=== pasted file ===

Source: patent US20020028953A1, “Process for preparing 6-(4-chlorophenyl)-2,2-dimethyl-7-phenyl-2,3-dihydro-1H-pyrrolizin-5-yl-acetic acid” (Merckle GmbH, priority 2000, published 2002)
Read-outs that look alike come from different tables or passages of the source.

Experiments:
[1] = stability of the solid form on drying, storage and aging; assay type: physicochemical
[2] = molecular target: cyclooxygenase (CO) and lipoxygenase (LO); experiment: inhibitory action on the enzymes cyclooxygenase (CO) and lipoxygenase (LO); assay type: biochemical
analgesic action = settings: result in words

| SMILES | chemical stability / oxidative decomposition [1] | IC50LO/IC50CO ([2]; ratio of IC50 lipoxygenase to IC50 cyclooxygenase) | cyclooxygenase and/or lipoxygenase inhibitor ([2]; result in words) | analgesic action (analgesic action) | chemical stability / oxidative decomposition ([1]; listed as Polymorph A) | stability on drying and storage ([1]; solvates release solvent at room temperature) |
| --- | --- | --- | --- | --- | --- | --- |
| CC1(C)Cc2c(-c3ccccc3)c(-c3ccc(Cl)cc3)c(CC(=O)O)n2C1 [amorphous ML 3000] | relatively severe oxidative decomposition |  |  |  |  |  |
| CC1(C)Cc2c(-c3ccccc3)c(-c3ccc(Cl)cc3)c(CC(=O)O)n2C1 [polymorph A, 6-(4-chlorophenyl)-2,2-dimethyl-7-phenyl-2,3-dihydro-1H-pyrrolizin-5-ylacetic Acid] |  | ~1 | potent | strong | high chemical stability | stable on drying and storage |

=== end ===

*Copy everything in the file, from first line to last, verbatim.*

Source: patent US20020028953A1, “Process for preparing 6-(4-chlorophenyl)-2,2-dimethyl-7-phenyl-2,3-dihydro-1H-pyrrolizin-5-yl-acetic acid” (Merckle GmbH, priority 2000, published 2002)
Read-outs that look alike come from different tables or passages of the source.

Experiments:
[1] = stability of the solid form on drying, storage and aging; assay type: physicochemical
[2] = molecular target: cyclooxygenase (CO) and lipoxygenase (LO); experiment: inhibitory action on the enzymes cyclooxygenase (CO) and lipoxygenase (LO); assay type: biochemical
analgesic action = settings: result in words

| SMILES | chemical stability / oxidative decomposition [1] | IC50LO/IC50CO ([2]; ratio of IC50 lipoxygenase to IC50 cyclooxygenase) | cyclooxygenase and/or lipoxygenase inhibitor ([2]; result in words) | analgesic action (analgesic action) | chemical stability / oxidative decomposition ([1]; listed as Polymorph A) | stability on drying and storage ([1]; solvates release solvent at room temperature) |
| --- | --- | --- | --- | --- | --- | --- |
| CC1(C)Cc2c(-c3ccccc3)c(-c3ccc(Cl)cc3)c(CC(=O)O)n2C1 [amorphous ML 3000] | relatively severe oxidative decomposition |  |  |  |  |  |
| CC1(C)Cc2c(-c3ccccc3)c(-c3ccc(Cl)cc3)c(CC(=O)O)n2C1 [polymorph A, 6-(4-chlorophenyl)-2,2-dimethyl-7-phenyl-2,3-dihydro-1H-pyrrolizin-5-ylacetic Acid] |  | ~1 | potent | strong | high chemical stability | stable on drying and storage |